The argument goes like this: ‘Eternal punishment for seventy years of sin is excessive.’
But is that the way justice works? Do we actually determine the sentence based upon the duration of the crime?
No, we don’t.
If it takes 13 minutes to rob a bank, we don’t sentence the criminal to 13 minutes in prison, do we?
If it takes 10 seconds to drown a baby, do we sentence the murderer to 10 seconds in prison?
No. So there must be something else to justice.
How We Determine Punishment
Let me ask you a question: How much time would you get if you assaulted me with a knife? In Illinois you might get five years in prison.
But what if you assaulted the President with a knife? Would you get the same sentence as if you assaulted me?
Of course not.
We don’t determine justice strictly by the duration of the crime–but by the heinousness of the crime. That’s not all though.
We also determine justice by the dignity of the person you’ve violated. As the case with assaulting me versus assaulting the President, by virtue of his office, the President is endowed with more dignity than I am, thus a crime against him is considered more heinous than a crime against me.
And it’s the same way with God.
The Most Important Question about Eternal Punishment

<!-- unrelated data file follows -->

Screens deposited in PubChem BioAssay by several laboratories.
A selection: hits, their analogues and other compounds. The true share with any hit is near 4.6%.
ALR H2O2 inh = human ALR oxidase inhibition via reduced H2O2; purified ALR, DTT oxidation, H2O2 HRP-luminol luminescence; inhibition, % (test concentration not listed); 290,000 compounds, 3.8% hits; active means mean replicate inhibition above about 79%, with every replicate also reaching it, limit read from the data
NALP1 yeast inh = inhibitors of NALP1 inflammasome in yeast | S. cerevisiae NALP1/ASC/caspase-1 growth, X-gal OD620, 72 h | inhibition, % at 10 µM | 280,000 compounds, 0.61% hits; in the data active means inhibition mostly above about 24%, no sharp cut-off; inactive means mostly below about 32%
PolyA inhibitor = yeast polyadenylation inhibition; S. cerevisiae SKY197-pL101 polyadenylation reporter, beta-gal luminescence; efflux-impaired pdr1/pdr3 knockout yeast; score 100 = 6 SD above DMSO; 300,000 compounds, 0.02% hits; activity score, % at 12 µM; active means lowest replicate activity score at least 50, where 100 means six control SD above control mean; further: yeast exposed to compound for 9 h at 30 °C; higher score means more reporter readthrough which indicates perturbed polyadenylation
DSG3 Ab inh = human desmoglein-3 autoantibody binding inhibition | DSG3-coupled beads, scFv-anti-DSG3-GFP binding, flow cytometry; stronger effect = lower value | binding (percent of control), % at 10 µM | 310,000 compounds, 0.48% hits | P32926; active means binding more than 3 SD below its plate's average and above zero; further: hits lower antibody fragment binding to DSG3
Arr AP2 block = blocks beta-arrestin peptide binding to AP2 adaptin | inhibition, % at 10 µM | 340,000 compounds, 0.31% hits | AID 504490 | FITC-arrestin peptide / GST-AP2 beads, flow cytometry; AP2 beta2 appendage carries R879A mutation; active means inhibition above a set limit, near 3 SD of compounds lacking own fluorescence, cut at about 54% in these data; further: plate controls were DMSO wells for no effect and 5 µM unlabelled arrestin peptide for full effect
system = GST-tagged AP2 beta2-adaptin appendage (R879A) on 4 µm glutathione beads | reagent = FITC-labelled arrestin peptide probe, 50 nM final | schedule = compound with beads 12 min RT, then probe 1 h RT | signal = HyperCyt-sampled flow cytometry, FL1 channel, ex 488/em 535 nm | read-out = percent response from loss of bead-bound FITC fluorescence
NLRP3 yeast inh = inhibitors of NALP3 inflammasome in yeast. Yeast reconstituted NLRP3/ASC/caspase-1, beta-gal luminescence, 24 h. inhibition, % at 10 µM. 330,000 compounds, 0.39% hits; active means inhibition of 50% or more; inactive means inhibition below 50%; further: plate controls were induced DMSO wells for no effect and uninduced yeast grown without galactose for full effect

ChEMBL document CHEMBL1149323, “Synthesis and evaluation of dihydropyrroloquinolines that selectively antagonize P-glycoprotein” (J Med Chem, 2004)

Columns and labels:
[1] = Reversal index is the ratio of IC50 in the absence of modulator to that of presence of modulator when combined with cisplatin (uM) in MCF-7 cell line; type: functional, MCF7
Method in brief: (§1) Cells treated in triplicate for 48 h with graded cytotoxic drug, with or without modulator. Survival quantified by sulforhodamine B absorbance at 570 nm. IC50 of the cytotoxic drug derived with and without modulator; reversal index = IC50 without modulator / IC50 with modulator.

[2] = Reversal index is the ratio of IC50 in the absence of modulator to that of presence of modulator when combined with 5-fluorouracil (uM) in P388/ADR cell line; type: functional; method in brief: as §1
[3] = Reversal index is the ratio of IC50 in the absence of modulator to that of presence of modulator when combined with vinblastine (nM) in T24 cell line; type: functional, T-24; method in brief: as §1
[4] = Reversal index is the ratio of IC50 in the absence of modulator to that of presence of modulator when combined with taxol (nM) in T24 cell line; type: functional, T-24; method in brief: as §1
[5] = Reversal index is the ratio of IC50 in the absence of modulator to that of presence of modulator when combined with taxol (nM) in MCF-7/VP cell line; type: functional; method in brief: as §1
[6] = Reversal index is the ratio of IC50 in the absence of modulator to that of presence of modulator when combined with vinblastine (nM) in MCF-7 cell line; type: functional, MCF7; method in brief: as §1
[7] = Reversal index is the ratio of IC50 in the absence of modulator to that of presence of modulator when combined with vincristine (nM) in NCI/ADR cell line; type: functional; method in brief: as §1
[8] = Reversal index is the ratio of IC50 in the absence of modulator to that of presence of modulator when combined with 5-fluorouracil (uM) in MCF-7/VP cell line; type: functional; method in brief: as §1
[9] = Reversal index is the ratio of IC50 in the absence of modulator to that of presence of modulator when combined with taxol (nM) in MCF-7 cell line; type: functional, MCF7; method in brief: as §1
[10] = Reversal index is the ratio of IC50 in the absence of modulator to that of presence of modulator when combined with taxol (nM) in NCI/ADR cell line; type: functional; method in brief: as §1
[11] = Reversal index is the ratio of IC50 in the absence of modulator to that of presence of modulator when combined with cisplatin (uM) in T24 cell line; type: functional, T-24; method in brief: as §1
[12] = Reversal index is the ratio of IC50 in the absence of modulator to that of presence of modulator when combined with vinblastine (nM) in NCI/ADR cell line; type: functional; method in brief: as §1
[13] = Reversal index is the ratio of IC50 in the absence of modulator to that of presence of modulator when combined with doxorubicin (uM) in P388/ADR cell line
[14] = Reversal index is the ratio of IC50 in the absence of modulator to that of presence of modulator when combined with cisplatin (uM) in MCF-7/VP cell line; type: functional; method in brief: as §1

An infinite and holy God is endowed with infinite dignity. A crime against a being endowed with infinite dignity is not excessive punishment…especially if we are talking about deliberate rebellion and hard-hardheartedness.
However, you might be surprised to learn that you can reach hell without deliberate rebellion. Indeed, we can drift comfortably into hell.
That means the most important question about hell, as about heaven, is the practical one: What roads lead there?
For when we understand the nature of sin and how one commits sin [whether deliberately or not], we see what must be done to avoid it.
The Value of a Fear of Eternal Punishment
Fear of hell is not an inadequate means to salvation. God doesn’t sweep it aside because it’s the best we can muster.
No, even though a motive such as fear of hell may be considered a base motive, God’s graciousness will nonetheless accept it.
In the end, we need to hear about and teach the doctrine of hell for two reasons: honesty and compassion.
The doctrine of hell is in the Bible, most notably in Jesus’ sermons. So we are dishonest if we shy away from it.
We must teach it out of compassion, too. Peter Kreeft says, “When an abyss looms ahead, the least compassionate thing to tell the traveler is ‘peace, peace, when there is no peace.’”
In other words, out of a love for God and a compassion toward man, we should tell the truth about hell.
And forget that we’ll be labeled vindictive fundamentalists. That, my friends, is a small price to pay for an infinitely precious soul.